In 2015, Cecilie Morville, YouAct member from Denmark participated in one of the Intergovernmental Negotiations for the new development agenda. Below you can read her story, reflected as a significant change that she undergone. Her story has been gathered with guidance from CHOICE, who started collecting ‘stories of change’ in order to better understand the impact their and their partners’ programs have.
While preparing to go to NYC for the Intergovernmental Negotiations (IGN) in NYC in May 2015 I was a bit nervous. I had been to several UN meetings before, mainly regarding the ICPD Programme of Action so speaking the UN language is not entirely new for me, although it still seems like a foreign language from time to time. While preparing the meeting, I started reflecting on a significant change that has actually happened to me over the last three years, ever since I started doing international SRHR advocacy work. I did not have to sit alone in front of my computer reading documents, but I had become part of a big youth SRHR network, consisting of members and volunteers from several youth SRHR organizations across the world that all were only a click away on Facebook/via e-mail for any questions I might have. I did have a lot of questions to prepare, and they all got answered. After I had discussed some of the upcoming issues for the IGN with my colleagues I packed my bag and took off to NYC.
The Intervention: advocacy at the UN
The first day at the UN I was greeted by the Major Group for Children and Youth, who immediately took me in and guided me to the first meeting. It was a jungle throughout the week to learn where to make the best of your time. Before, during and after the main sessions, there would be side events, strategic meetings with different groups and meetings with country delegations. In short, the meeting was about the follow up and review of the post 2015 development agenda, so language and arguments were a bit different than what I’m used to in the SRHR community. The negotiations were getting more and more technical, and unfortunately there were less and less mentions of young people. The talk was basically about the “accountability” of the SDGs – some countries found it to be very problematic to give countries more processes to report on and want to make reporting voluntarily for member states. What the UN Major Group for Children and Youth advocated for, and what YouAct supported, was that we need accountability mechanisms that include legally mandated, well-resourced and specifically designated measures for meaningful and effective youth participation in monitoring and review.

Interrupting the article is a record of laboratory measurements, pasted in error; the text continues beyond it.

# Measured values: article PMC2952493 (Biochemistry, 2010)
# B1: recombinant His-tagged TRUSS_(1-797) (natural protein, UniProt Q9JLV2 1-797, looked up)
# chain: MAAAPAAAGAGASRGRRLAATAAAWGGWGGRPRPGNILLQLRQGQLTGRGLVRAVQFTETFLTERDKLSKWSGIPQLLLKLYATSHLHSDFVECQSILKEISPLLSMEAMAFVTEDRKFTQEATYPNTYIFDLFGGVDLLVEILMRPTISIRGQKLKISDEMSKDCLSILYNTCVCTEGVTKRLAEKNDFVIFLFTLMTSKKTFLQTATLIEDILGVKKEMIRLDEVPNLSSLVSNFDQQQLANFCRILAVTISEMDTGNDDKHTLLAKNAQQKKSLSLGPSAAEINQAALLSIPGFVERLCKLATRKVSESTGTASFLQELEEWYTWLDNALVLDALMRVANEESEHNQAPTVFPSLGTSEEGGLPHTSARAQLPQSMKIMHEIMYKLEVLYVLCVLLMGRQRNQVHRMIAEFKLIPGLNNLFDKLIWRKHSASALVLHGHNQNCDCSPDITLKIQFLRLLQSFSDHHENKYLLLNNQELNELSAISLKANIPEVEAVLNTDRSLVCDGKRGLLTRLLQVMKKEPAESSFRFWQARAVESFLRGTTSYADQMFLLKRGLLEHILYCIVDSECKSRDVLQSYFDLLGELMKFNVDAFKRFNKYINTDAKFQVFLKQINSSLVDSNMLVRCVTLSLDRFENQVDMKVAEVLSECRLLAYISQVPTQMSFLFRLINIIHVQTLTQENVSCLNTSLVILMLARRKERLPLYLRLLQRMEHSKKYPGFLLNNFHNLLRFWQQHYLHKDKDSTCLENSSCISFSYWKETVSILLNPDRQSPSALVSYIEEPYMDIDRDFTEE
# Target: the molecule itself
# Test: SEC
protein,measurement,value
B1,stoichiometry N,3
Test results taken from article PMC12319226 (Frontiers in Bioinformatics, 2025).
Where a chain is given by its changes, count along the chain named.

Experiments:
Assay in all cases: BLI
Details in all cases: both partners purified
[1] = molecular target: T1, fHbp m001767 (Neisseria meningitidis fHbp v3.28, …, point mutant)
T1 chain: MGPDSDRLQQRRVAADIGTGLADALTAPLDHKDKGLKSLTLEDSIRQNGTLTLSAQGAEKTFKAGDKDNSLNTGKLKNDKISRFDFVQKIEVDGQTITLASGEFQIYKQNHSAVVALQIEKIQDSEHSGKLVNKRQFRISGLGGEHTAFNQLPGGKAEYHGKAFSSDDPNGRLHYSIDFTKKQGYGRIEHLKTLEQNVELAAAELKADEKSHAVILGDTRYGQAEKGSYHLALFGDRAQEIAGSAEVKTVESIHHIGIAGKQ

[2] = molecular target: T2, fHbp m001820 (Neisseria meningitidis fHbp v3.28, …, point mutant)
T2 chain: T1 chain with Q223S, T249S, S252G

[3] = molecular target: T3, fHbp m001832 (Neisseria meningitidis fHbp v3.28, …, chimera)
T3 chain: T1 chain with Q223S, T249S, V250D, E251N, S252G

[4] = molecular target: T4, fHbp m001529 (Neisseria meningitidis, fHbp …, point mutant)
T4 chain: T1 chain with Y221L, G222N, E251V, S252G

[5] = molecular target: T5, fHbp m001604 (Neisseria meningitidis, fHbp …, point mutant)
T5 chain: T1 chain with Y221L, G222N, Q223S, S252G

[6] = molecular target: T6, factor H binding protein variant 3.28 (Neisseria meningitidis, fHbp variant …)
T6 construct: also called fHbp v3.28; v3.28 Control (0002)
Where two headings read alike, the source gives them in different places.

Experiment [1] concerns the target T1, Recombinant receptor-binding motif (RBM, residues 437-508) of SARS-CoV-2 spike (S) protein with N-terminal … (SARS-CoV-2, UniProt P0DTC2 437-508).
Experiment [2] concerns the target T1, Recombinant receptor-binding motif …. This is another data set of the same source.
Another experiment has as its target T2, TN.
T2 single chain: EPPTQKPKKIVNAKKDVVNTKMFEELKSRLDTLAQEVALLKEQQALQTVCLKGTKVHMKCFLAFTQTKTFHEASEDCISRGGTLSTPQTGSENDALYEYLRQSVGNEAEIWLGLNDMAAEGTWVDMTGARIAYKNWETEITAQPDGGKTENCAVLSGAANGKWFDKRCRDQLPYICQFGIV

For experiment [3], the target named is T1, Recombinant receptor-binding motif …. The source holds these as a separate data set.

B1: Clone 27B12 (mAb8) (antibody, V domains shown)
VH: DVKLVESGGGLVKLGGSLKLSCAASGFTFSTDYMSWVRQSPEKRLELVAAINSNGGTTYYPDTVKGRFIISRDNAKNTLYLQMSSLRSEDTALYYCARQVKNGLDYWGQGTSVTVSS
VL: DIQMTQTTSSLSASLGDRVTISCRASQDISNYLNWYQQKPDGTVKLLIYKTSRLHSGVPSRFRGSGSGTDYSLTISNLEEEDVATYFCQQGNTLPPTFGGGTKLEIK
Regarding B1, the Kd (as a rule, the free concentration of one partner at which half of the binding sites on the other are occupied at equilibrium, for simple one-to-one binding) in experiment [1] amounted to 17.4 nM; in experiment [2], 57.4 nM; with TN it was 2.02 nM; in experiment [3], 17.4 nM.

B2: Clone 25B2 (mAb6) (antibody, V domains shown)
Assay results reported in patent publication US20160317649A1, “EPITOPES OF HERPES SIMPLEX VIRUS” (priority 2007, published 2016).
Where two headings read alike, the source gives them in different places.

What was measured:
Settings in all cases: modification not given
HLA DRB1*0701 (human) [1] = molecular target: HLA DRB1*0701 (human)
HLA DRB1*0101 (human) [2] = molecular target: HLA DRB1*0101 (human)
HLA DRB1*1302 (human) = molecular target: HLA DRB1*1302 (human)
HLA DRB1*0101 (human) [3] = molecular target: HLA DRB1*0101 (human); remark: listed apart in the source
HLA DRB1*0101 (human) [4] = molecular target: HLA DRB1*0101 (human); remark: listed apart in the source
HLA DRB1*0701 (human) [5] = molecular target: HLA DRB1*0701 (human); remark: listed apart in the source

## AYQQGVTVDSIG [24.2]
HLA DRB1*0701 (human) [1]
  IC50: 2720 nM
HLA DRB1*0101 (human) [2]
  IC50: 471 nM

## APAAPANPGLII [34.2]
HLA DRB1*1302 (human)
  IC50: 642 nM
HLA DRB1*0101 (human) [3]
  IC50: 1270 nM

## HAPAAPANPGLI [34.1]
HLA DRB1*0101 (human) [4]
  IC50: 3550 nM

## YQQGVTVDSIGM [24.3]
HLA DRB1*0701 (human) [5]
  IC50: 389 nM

So why was this especially significant? For me it was a great introduction to a broader understanding of the UN mechanisms and furthermore, it was a reaffirmation of the importance of meaningful participation of young people at the UN level. For me, the other young people made a change in both the preparation of the meeting, where my fellow colleagues shared knowledge and best practices, and in the meeting, where we supported each other, not only in strategy meetings but also through social media action during each other’s interventions as a way to reach a broader audience than the few lucky ones present at the meeting. On a broader level, the meeting was significant because countries were mentioning the involvement of civil society and vulnerable groups, including young people, in all levels of the review of the SDGs, which I strongly believe will have a big influence in the impact of the goals in the next 15 years, otherwise, half of the world’s population will be missing from the conversation.